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U.S. Travel Association Fears that up to 2,200 Foreign Travelers Per Day
to the U.S. Could Be Kept Off Inbound Flights Due to New Security Rule;

Lack of Education for Registration Under the

Electronic System for Travel Authorization to Blame

By Hugo Martin, Los Angeles TimesMcClatchy-Tribune Regional News

Feb. 3, 2010--Tourism boosters say they fear that new security measures to register and screen visitors to the U.S. may discourage too many big-spending tourists from entering the country.

At issue are online registration requirements for visitors from 35 countries -- including Britain, Germany and Japan -- who are not required to have visas and who generate most of the tourism dollars in the U.S.

Registration under the Electronic System for Travel Authorization has been required since last year. But beginning March 20, airlines face hefty fines if they allow passengers from those countries to board a plane without registering.

The online registration was one of several recommendations made in 2004 by the National Commission on Terrorist Attacks Upon the United States, also known as the 9/11 Commission, to screen foreign visitors before they board a U.S.-bound plane.

But the U.S. Travel Assn., a group that promotes the nation's $770-billion travel industry, worries that not enough foreign travelers are aware of the deadline to register online with the ESTA program.

"People are not being defiant; they just don't know," said Roger Dow, president of the association.

Any airlines that allow passengers to fly to the U.S. without registering online and getting clearance will be fined $3,300 per person. To avoid the fines, the country's largest airlines have promised to block passengers from flying without the clearance.

The rate of compliance with the security measure has been about 91% for inbound passengers. Still, Dow contends that the Department of Homeland Security has not done enough to explain the requirement to foreign tourists.

As a result, he fears, thousands of visitors may be kept from traveling to and spending much-needed dollars in the U.S.

Although the association supports the security requirements, Dow said, there should have been a high-profile communications campaign to get 100% compliance from inbound travelers. He also suggests that the federal agency install electronic kiosks at foreign airports so that travelers can register before boarding.

"We've got to have more dialogue," Dow said. "We need a plan in place to get the word out to more people and an alternative way to register them at the airport."

Based on the current compliance rate, he estimates that about 2,200 foreign travelers a day will be kept off inbound flights for failing to meet the requirement. Travelers from visa-waiver countries spend an average of $4,500 per person per trip to the U.S., he said.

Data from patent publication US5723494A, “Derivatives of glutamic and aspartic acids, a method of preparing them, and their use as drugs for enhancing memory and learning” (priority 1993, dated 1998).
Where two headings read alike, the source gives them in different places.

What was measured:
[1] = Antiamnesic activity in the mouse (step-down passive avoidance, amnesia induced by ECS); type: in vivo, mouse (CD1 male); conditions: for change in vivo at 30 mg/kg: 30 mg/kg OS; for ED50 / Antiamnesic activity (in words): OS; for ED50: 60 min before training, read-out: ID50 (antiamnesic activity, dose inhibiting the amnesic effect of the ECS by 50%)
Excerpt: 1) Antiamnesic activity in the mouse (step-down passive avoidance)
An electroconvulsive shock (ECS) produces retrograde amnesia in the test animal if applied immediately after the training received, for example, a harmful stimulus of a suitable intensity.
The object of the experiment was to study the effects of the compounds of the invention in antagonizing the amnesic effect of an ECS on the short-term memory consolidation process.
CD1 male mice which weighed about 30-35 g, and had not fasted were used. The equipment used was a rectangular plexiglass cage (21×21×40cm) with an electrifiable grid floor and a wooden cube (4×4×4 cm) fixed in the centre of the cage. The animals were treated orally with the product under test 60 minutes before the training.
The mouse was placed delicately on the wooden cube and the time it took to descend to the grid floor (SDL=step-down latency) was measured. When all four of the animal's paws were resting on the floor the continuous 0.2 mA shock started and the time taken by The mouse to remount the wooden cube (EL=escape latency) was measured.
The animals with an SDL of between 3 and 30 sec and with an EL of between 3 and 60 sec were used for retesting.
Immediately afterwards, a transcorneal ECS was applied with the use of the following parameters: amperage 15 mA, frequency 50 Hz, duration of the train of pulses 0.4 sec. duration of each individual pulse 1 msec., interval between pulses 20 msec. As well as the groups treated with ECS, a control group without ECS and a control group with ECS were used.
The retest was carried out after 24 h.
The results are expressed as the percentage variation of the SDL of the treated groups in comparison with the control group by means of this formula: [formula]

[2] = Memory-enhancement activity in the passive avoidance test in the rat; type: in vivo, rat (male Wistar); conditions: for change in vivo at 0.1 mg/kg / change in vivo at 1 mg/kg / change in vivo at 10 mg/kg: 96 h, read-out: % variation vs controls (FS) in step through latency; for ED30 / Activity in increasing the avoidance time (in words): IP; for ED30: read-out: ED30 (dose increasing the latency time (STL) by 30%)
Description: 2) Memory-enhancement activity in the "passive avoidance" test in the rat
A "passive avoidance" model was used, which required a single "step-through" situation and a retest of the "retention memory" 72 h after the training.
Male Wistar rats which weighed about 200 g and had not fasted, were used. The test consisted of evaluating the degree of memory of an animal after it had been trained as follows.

At that rate, Dow said, the U.S. will lose millions of dollars a year, at a time when the economic recession is squeezing the country's travel industry.

Federal security agencies insist that they have been warning foreign travelers about the deadline for months.

"We've been working diligently in those countries to educate travelers about the ESTA requirement," said Joanne Ferreira, a spokeswoman for U.S. Customs and Border Protection, an agency of the Homeland Security Department.

She said her agency and the department have spent $4.5 million on billboards, videos, brochures, newspaper ads, airport signs and posters to get the word out. The agencies have also talked about the requirement at travel shows and conferences in Germany, Japan, Spain, France and the U.S., among other countries.

"We are also facilitating this for travelers who do not speak English as a first language," she said.

Ferreira said federal agencies have not installed online kiosks at foreign airports because they have no authority to do so.

In 2008, about 9 million visitors to the U.S. came from the 35 countries where visas are not required.

Until January 2009, such visitors submitted basic information -- such as a name, a country of origin and an address while in the U.S. -- on a paper form known as the I-94. Under the ESTA program, travelers must submit that information at

The information is automatically checked against federal databases for criminal history and other potential risks. Airlines are automatically informed whether the traveler is cleared to fly. The clearance is good for two years or until the traveler's passport expires.

In most cases, the process should take only a few minutes, but because of possible delays the Homeland Security Department recommends that travelers register 72 hours before flying.

Air carriers will refuse to board any passenger who fails to get online clearance, said Victoria Day, a spokeswoman for the Air Transport Assn., the trade group that represents the nation's largest airlines.

Whether foreign travelers who have been denied boarding will be reimbursed for a missed flight will vary by airline and by the type of ticket they bought, she said.

A United Airlines spokeswoman said that if a passenger was denied boarding for failing to register, the airline would typically waive the fees to book a later flight after the flier registers for clearance.


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